56 Pa. D. & C. 359

Davis’ Estate

John D. Ray, for exceptant.

T. A. Tenor, contra.

March 18, 1946.

McCreary, P. J.,

The first and finál personal account of Jessie N. Blum, executrix of the last will and testament of Virgil Davis, late of South Beaver Township, Beaver County, Pa., deceased, was filed at no. 15, December term, 1945, and was duly confirmed nisi. Under the rules of the Orphans’ Court of Beaver County executrix attached to the account a proposed schedule of distribution, proposing that the balance of $453.93, in the hands of the accountant, be distributed to Jessie N. Blum, sole legatee under the last will and testament of decedent, Virgil Davis, less the costs payable to the clerk of courts in the amount of $5, the latter sum being the amount chargeable for recording the audit statement and final decree of distribution. Exceptions were filed by John D. Ray, Esq., representing John G. Davis, father of the deceased; Eugene M. Davis and Gus Davis, brothers of the deceased, and Edna Pickard and Helen Dunham, sisters of the deceased, claiming that the balance for distribution is payable to the father, brothers and sisters of the deceased rather than to the proposed distributee, Jessie N. Blum.

The matter came on for hearing at the time fixed for hearings of audits of accounts, and distribution of *360the balance to the parties entitled thereto, and the court entered a decree on February 1, 1946, directing that the balance in the hands of the accountant be distributed, after payment of the costs of audit, to Jessie N. Blum, sole legatee under the last will and testament of decedent.

Thereupon the exception filed to the proposed distribution was renewed and the matter set down for argument. At the argument counsel for accountant and counsel for exceptants agreed upon the facts involved in the case, and from a consideration thereof the court is convinced that the exception should be overruled and the decree heretofore entered on February 1, 1946, should be affirmed.

The facts may be briefly summarized as follows:

Decedent, Virgil Davis, died as the result of the negligence of a wrongdoer, first having made his last will and testament, duly probated and registered in the office of the register of wills of Beaver County in will book, vol. 38, page 384, wherein and whereby he gave all of his property, real, personal and mixed, unto Jessie N. Blum, her heirs, administrators and assigns, subject only to the payment of his just debts, funeral expenses and expenses of administration, and he appointed Jessie N. Blum executrix of his will. Difficulties arose between executrix of the estate and the next of kin concerning the prosecution of a suit to recover damages resulting from the negligence of the wrongdoer and accruing to the parties entitled thereto. The disagreement between executrix and the next of kin was of such a nature as to make any agreement between the parties impossible of realization, and accordingly executrix entered into negotiations with the insurance carrier for the wrongdoer, and, without bringing suit, compromised the claim of the executrix against wrongdoer and made settlement with the insurance carrier in the amount of $2,500. The settlement with the insurance carrier involved only the claim *361of the executrix under the so-called “survival” statute, being section 35 (6) of the Fiduciaries Act of June 7, 1917, P. L. 447, as amended by the Act of July 2, 1937, P. L. 2755, sec. 2, 20 PS §772. The compromise, release and settlement did not purport to cover the claim under the “wrongful death” statute. As a matter of fact, a separate suit was entered by the father, in Allegheny County, under the “wrongful death” statute, being the Acts of April 15, 1851, P. L. 669, sec. 19, April 26, 1855, P. L. 309, sec. 1, June 7, 1911, P. L. 678, sec. 1, May 13, 1927, P. L. 992, sec. 1, 12 PS §1601 to 1604.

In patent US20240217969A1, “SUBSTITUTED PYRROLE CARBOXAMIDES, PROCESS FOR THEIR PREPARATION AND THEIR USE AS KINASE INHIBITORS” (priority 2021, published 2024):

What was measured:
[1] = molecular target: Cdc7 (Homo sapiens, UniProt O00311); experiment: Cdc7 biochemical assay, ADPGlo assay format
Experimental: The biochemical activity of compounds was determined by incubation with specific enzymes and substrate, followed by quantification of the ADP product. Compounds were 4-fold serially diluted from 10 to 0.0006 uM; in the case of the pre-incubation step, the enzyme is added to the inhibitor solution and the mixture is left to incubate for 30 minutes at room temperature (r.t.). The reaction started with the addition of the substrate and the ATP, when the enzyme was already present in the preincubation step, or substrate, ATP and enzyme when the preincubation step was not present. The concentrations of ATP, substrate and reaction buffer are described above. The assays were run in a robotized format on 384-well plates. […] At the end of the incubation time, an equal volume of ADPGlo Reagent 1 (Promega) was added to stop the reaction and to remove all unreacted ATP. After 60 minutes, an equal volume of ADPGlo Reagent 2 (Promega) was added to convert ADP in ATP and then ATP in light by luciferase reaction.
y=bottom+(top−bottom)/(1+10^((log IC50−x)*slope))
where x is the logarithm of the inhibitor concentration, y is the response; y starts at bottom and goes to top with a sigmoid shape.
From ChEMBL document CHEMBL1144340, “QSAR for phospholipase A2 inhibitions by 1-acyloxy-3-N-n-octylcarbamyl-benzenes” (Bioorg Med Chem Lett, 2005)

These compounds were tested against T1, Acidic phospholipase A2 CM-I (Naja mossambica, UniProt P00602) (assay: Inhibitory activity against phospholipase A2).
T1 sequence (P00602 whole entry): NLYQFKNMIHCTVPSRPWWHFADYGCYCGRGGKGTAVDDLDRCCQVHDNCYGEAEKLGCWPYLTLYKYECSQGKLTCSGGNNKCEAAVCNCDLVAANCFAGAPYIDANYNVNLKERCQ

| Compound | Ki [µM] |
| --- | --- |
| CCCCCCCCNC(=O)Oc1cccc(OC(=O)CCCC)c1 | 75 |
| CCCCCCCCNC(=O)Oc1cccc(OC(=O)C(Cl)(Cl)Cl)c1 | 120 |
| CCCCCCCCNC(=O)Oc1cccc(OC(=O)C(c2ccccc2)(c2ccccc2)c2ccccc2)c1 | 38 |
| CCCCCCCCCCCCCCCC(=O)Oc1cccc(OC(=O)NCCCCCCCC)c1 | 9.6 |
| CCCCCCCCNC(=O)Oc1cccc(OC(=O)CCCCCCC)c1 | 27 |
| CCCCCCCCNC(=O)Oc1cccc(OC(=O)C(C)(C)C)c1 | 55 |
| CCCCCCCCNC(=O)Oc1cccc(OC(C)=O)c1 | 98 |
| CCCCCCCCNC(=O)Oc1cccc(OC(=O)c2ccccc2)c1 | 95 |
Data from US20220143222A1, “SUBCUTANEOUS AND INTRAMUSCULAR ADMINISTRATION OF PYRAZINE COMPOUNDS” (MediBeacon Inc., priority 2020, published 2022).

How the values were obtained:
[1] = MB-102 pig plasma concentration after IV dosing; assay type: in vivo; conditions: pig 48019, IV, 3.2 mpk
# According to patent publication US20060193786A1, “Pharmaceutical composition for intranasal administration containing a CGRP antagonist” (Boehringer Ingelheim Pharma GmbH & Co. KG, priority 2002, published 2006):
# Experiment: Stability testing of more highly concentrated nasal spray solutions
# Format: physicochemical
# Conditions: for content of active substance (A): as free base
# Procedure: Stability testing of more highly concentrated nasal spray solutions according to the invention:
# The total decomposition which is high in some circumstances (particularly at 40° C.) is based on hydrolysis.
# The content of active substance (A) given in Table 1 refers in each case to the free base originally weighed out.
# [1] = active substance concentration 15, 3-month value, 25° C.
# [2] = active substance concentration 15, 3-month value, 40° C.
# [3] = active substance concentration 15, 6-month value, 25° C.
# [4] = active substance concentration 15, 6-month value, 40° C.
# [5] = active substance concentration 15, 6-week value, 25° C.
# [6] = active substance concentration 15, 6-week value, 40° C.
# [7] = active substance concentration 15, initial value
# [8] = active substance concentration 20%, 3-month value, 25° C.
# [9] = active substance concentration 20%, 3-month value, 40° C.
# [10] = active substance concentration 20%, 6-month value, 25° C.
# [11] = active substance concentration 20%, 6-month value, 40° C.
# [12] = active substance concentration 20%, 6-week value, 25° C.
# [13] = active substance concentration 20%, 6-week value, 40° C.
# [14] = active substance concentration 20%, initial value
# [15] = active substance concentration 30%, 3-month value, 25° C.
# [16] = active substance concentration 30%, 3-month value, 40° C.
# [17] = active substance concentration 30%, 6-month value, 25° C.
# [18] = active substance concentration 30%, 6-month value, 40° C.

The amount of the settlement, as stated above, was $2,500, out of which was paid the agreed attorney’s fee of $900, leaving a net balance for the estate in the amount of $1,600. After payment of all the debts of the decedent which were called to the attention of the executrix, including administration expense, funeral expenses, medical, nursing and hospital expenses and all common claims against the estate, the actual balance left for distribution was the amount above referred to.

The sole question for determination by the court under this state of facts may be briefly stated as follows: Where a decedent is killed by the negligence of a wrongdoer, is the fund realized by the executrix of his estate, as a result of a compromise settlement of the claim of the executrix under the “survival” statute, against the wrongdoer, payable to the sole beneficiary named in the last will and testament of decedent, or is it payable to the next of kin of decedent?

To state the question is to answer it. There is no doubt in the mind of this court that the fund is payable to the sole beneficiary named in the last will and testament of decedent.

The question seems not to have ever been raised in any of the reported cases in Pennsylvania, and we have no precedent for our decision. The answer appears to *362be so obvious to the court as to explain the lack of precedent in the decisions. It appears to be so simple that it probably has never occurred to anyone heretofore to raise the question, and that probably explains the lack of precedent.

A brief review of the provisions of the “true wrongful death” statute and the “survival” statute makes the answer all the more obvious. The statutes creating the action for wrongful death, as they appear on the statute books today, provide as follows: